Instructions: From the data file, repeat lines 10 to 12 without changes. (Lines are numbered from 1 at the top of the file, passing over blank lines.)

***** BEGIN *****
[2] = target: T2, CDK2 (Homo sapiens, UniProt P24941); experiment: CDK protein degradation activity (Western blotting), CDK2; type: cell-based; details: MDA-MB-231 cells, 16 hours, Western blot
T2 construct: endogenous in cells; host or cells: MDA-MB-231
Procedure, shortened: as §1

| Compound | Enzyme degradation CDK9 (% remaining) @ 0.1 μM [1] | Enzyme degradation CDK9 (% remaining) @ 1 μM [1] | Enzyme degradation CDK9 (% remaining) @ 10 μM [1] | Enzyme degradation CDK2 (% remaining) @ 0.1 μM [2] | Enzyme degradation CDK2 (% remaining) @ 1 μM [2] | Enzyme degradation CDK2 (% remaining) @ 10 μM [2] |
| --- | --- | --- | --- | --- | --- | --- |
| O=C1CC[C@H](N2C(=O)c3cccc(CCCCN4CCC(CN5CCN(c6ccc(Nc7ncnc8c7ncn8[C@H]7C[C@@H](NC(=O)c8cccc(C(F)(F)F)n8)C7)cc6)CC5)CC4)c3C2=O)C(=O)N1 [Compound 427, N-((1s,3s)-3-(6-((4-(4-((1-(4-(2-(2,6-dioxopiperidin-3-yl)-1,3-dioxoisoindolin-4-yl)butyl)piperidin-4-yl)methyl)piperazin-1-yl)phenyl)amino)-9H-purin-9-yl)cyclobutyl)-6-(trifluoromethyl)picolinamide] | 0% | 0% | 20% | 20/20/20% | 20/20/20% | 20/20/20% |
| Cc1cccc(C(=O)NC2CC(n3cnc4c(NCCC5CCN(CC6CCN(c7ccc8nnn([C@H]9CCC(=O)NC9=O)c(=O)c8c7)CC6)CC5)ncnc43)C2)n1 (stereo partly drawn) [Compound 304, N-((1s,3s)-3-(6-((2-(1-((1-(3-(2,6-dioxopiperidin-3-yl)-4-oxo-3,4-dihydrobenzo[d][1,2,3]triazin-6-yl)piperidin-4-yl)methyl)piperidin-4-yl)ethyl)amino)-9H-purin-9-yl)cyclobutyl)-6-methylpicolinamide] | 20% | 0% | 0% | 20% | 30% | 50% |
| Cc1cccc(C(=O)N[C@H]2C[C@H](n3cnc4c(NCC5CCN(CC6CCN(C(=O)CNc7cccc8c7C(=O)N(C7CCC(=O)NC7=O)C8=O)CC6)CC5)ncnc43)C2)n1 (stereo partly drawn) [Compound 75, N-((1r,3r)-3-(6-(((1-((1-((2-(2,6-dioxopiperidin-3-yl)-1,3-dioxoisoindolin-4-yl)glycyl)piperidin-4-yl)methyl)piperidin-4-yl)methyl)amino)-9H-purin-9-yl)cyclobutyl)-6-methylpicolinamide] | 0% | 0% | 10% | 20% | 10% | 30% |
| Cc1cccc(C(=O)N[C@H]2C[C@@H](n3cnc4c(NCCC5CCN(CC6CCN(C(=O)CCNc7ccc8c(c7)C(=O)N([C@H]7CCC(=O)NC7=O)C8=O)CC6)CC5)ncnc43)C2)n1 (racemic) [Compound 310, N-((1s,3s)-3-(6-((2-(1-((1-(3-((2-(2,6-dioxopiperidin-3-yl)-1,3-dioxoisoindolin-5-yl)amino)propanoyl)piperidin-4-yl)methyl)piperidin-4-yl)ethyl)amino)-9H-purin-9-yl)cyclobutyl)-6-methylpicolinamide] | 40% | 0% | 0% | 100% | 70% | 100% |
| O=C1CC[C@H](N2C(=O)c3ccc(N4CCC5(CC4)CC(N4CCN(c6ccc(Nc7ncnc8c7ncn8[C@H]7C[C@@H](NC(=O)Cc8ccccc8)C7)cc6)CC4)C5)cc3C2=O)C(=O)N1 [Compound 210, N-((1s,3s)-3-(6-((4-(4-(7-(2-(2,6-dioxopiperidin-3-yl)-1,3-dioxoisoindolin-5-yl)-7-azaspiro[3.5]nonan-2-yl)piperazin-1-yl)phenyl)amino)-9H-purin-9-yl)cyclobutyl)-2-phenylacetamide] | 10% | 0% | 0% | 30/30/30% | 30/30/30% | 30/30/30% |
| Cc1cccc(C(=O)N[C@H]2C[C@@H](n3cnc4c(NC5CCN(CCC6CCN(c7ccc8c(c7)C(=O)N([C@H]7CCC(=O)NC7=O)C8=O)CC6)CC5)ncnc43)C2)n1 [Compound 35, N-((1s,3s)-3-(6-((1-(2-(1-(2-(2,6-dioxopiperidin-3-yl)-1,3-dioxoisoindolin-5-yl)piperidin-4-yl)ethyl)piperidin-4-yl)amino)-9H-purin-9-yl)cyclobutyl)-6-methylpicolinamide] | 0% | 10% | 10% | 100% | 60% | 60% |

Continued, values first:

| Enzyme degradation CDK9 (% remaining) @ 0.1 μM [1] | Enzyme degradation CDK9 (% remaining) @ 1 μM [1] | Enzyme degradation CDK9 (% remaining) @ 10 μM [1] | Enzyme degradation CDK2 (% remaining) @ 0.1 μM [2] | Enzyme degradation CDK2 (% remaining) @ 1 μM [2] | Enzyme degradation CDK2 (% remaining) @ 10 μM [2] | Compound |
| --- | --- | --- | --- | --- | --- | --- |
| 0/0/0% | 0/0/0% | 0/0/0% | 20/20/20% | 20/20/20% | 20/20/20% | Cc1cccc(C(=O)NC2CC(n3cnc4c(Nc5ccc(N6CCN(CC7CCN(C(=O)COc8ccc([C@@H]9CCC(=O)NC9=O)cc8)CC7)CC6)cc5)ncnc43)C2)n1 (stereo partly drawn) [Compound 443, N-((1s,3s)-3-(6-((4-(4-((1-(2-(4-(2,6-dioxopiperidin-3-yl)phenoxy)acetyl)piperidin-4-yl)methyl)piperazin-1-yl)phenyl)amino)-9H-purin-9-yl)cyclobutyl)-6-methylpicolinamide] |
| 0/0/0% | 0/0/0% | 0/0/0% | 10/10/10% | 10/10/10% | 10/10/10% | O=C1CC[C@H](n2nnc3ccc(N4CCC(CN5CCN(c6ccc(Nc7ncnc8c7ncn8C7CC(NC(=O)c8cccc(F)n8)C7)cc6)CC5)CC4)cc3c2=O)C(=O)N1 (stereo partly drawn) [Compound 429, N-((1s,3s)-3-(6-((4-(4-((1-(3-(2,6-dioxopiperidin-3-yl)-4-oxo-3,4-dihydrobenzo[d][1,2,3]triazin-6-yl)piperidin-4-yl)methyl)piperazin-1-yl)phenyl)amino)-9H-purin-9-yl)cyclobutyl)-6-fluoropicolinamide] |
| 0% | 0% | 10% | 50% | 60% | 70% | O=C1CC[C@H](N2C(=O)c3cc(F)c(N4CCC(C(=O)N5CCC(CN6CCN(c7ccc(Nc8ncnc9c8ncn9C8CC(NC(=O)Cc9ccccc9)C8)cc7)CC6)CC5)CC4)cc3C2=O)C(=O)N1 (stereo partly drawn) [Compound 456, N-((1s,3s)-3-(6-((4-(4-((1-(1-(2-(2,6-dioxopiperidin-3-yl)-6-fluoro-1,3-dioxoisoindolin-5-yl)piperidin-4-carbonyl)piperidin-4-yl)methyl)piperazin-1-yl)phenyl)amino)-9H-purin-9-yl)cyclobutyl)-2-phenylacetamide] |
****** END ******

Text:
| O=C1CC[C@H](N2C(=O)c3ccc(N4CCC5(CC4)CC(N4CCN(c6ccc(Nc7ncnc8c7ncn8[C@H]7C[C@@H](NC(=O)Cc8ccccc8)C7)cc6)CC4)C5)cc3C2=O)C(=O)N1 [Compound 210, N-((1s,3s)-3-(6-((4-(4-(7-(2-(2,6-dioxopiperidin-3-yl)-1,3-dioxoisoindolin-5-yl)-7-azaspiro[3.5]nonan-2-yl)piperazin-1-yl)phenyl)amino)-9H-purin-9-yl)cyclobutyl)-2-phenylacetamide] | 10% | 0% | 0% | 30/30/30% | 30/30/30% | 30/30/30% |
| Cc1cccc(C(=O)N[C@H]2C[C@@H](n3cnc4c(NC5CCN(CCC6CCN(c7ccc8c(c7)C(=O)N([C@H]7CCC(=O)NC7=O)C8=O)CC6)CC5)ncnc43)C2)n1 [Compound 35, N-((1s,3s)-3-(6-((1-(2-(1-(2-(2,6-dioxopiperidin-3-yl)-1,3-dioxoisoindolin-5-yl)piperidin-4-yl)ethyl)piperidin-4-yl)amino)-9H-purin-9-yl)cyclobutyl)-6-methylpicolinamide] | 0% | 10% | 10% | 100% | 60% | 60% |

Continued, values first: